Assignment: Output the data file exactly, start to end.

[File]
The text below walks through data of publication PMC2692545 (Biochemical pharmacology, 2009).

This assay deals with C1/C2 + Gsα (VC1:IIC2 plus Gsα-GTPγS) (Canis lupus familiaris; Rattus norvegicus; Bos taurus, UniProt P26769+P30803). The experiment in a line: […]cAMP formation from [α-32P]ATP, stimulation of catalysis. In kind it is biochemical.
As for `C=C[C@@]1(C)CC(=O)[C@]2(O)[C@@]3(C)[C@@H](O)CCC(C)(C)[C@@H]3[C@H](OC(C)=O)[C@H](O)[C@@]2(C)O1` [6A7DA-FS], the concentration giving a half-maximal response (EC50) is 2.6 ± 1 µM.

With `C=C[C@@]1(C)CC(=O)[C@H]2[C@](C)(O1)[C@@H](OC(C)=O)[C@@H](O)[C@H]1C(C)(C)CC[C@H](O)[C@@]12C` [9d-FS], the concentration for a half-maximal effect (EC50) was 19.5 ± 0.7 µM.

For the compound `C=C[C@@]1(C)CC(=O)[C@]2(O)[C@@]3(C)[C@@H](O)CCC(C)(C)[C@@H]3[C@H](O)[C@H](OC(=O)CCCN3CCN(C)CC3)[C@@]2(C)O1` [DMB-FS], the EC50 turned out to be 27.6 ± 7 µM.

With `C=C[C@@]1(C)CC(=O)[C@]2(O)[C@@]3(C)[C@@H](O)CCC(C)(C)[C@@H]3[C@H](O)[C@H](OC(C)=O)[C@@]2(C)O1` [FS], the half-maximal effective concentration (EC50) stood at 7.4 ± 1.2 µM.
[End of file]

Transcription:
The text below walks through data of publication PMC2692545 (Biochemical pharmacology, 2009).

This assay deals with C1/C2 + Gsα (VC1:IIC2 plus Gsα-GTPγS) (Canis lupus familiaris; Rattus norvegicus; Bos taurus, UniProt P26769+P30803). The experiment in a line: […]cAMP formation from [α-32P]ATP, stimulation of catalysis. In kind it is biochemical.
As for `C=C[C@@]1(C)CC(=O)[C@]2(O)[C@@]3(C)[C@@H](O)CCC(C)(C)[C@@H]3[C@H](OC(C)=O)[C@H](O)[C@@]2(C)O1` [6A7DA-FS], the concentration giving a half-maximal response (EC50) is 2.6 ± 1 µM.

With `C=C[C@@]1(C)CC(=O)[C@H]2[C@](C)(O1)[C@@H](OC(C)=O)[C@@H](O)[C@H]1C(C)(C)CC[C@H](O)[C@@]12C` [9d-FS], the concentration for a half-maximal effect (EC50) was 19.5 ± 0.7 µM.

For the compound `C=C[C@@]1(C)CC(=O)[C@]2(O)[C@@]3(C)[C@@H](O)CCC(C)(C)[C@@H]3[C@H](O)[C@H](OC(=O)CCCN3CCN(C)CC3)[C@@]2(C)O1` [DMB-FS], the EC50 turned out to be 27.6 ± 7 µM.

With `C=C[C@@]1(C)CC(=O)[C@]2(O)[C@@]3(C)[C@@H](O)CCC(C)(C)[C@@H]3[C@H](O)[C@H](OC(C)=O)[C@@]2(C)O1` [FS], the half-maximal effective concentration (EC50) stood at 7.4 ± 1.2 µM.